And the exploration continues. Next day we berth in the intriguing port of Semarang, with its network of narrow canals. The city is a mix of various times in history Chinese, Dutch, Javanese influences are seen in temples, mosques and lattice-fronted cottages. Then a drive to the mother load – Borobudur – one of the most photographed Buddhist shrines on the world.
A UNESCO World Heritage site, this massive complex is the ultimate guide to enlightenment. Surrounded by lush scenic forests and trimmed gardens the mountainous structure sprawls and invites the hardy to climb, and climb and climb. I didn’t quite reach Nirvana (it was too hot) but got a few spiritual stamps for my effort.
It was built around 780-850AD and wasn’t exposed to western eyes until 1814 when Thomas Stamford Raffles stumbled up it (he really got around didn’t he?).
After our architectural, spiritual and physical exertions we were lead to a covered annex, where lunch was and were entertained by a local traditional dance troupe.
Another long day and time to try the Atlantide restaurant which is so popular that we had to book the day before.
What a gloriously luxurious cruise this has been. And not a stuffy note on any given day.
And towards the end of the journey we counted our ship experiences against the excursions – it was a tie! Well, maybe except for the trivia afternoons – it got pretty damn competitive, but fun.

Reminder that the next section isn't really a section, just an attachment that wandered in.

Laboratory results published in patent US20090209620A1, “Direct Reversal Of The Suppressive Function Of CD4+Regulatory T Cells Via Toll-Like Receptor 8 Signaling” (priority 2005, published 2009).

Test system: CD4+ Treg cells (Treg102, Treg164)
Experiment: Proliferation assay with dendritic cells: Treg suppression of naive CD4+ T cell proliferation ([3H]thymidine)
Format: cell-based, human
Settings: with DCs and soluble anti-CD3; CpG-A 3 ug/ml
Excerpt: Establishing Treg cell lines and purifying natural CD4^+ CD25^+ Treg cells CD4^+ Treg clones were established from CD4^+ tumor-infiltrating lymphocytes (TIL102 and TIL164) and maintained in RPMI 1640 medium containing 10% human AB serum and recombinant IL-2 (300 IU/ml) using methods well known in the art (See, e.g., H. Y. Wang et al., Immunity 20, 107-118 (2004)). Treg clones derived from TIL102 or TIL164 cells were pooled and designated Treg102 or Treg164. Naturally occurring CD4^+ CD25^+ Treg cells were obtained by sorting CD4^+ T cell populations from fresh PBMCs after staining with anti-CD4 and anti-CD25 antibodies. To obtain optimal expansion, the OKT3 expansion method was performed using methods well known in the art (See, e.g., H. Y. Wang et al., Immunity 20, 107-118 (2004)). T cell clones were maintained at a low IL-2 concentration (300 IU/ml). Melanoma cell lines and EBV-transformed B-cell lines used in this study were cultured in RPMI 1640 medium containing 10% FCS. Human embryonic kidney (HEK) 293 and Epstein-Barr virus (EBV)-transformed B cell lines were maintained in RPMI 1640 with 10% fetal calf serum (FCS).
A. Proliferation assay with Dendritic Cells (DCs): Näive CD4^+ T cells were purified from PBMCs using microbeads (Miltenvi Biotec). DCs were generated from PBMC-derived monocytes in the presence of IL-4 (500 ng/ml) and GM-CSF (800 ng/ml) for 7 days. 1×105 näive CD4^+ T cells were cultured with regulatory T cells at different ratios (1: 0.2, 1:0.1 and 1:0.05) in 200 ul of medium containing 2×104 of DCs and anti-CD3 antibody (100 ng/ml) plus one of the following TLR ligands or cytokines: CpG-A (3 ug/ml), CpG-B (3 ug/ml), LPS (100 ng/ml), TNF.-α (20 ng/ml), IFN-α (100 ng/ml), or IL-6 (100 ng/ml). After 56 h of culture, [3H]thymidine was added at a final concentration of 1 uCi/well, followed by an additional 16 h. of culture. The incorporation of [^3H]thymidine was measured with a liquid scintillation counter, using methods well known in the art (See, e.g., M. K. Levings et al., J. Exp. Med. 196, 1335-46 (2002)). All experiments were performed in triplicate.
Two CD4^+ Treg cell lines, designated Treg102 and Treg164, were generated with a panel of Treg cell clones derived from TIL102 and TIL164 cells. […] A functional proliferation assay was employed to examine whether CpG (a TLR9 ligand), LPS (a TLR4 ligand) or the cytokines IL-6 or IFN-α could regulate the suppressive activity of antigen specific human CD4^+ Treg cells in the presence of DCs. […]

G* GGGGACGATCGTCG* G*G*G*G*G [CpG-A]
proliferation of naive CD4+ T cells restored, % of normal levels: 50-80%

Sad to leave the stunning Silver Muse to re-join the real life but as we left we gave a list of our favourite places to our butler and his mate our room attendant who were going to have a couple of days off in Sydney soon. Sharing the love. It’s all relative isn’t it.
No, I’m not being lazy . . .well, maybe I am, but I wasn’t lazy putting this magazine together. Great stories, fab freelance writers (if you want to hire them, contact me) and a magazine full of inspiration.
You are a tourist but you need not be so obvious – try the ‘blend in’ tactic.
It’s funny that we recognise other tourists when we are travelling, there’s a certain gauche appearance to some, a gawky look to others, a ‘look at me’ image and a ‘I don’t care what the culture is, I’m wearing this’ attitude, and we see someone who had no idea what the weather was going to be like and is inappropriately dressed for the current climate. And then we pass a window and see our reflection . . .eek! Let’s address the dress code.